Could a change in UNSOM’s status expedite the departure of AMISOM? Sure.

Despite the narrative of the security void that might be created, AMISOM, along with the various mercenary companies roaming around Somalia, have been the main causes of the haemorrhaging of security-related funding for more than a decade. That is the reason why Somalia does not have a unified, robust, highly trained and well-equipped army.

Ending AMISOM would end their widely covered corruption, rape, and extrajudicial killings. Not to mention the conflict of interest generated by the presence of Kenyan and Ethiopian troops who are in the thick of Somalia’s internal politics. Perhaps stopping reliance on AMISOM could motivate the Somali government and the various armed militias around the country to take security more seriously and to unite against their common enemy – Al Shabaab – for their own survival. Without AMISOM escorts, it may also compel the government to reduce the weekly travels to foreign destinations for one powwow or another and spend the saved funds on various basic public services, which are sorely lacking.

The warning signs

Good politics is the willingness to engage in transparent, benevolent, and ethical negotiations with others to find a middle ground on issues of mutual interest. It is to enter from the front door in good faith while respecting each other’s spaces and rights.

There is absolutely nothing wrong with doing business or creating partnerships with foreign nations so long as those relationships are mutually in the best interest of all sides. Those seeking genuine economic or strategic partnerships must be willing to refrain from making matters worse, and be willing to give the government the critical space it needs to make peace with the peripheral authorities, and establish total control of Somalia’s territories.

Unfortunately, at this frail stage, before a genuine Somali-owned reconciliation, corrupt Somali leaders at all levels and their partners in Halane continue signing duplicitous land, oil and maritime deals in ways that outrage common sense before decency and integrity. With the current high tension and growing volatility within various federal states resulting from territorial disputes and other contentious issues, these corrupt deals are only going to lead to perpetual clan-based wars.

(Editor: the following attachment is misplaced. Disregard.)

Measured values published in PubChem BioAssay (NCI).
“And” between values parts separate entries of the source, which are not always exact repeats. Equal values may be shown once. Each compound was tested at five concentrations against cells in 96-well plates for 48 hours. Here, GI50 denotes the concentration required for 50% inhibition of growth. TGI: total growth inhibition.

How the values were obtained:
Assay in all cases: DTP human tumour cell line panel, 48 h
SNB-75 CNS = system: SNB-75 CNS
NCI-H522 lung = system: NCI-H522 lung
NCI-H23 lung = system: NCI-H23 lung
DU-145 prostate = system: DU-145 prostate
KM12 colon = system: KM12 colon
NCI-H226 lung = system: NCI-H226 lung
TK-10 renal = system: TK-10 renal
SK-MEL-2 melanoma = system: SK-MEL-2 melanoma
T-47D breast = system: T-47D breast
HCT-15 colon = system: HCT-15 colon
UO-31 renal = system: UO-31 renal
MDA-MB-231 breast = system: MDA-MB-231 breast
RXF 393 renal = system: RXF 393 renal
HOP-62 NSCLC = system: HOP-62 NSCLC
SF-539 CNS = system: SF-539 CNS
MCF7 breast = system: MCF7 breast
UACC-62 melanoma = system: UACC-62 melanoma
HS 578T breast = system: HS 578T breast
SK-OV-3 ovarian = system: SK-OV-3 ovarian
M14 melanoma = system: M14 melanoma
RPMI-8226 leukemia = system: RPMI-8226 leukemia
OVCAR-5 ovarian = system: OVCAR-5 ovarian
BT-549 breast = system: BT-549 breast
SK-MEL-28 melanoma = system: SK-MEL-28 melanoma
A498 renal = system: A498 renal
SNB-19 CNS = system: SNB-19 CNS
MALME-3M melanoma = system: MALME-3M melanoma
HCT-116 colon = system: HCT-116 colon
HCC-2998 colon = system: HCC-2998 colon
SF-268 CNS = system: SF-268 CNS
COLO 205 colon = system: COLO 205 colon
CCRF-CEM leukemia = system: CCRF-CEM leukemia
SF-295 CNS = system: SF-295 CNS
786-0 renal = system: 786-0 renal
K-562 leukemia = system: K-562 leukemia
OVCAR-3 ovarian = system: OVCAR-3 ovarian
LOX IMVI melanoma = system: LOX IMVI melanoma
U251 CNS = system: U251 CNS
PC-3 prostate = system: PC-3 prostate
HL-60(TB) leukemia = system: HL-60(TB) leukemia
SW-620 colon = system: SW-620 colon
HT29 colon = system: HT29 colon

Somalia cannot afford to sleepwalk into the growing volatility of the region, the political and economic pitfalls of a rapidly changing world, and the systematically shifting world order. Somalia’s survival depends on being a step ahead of those who wish her ill or who are bent on ruthlessly exploiting its dysfunctional political condition for their zero-sum ends.

Halane is where the instruments of political compulsion are currently concentrated. Somali leaders must radically change their ways and govern in ways that protect Somalia’s national interest and resources.

Those who are positioning themselves to replace the current government in 2021 must not ignore the groundswell of public discontent regarding Halane politics. They must forge a viable strategy to advance the will of the people.


Abukar Arman is a former diplomat. He is a widely published foreign policy analyst with a focus on Somalia and the Horn | foreign policy/Islam/Horn of Africa /extremism | Twitter: @Abukar_Arman or reach him via e-mail: [email protected]


 

FAALLOOYIN & FALCELIN

WORDPRESS: 0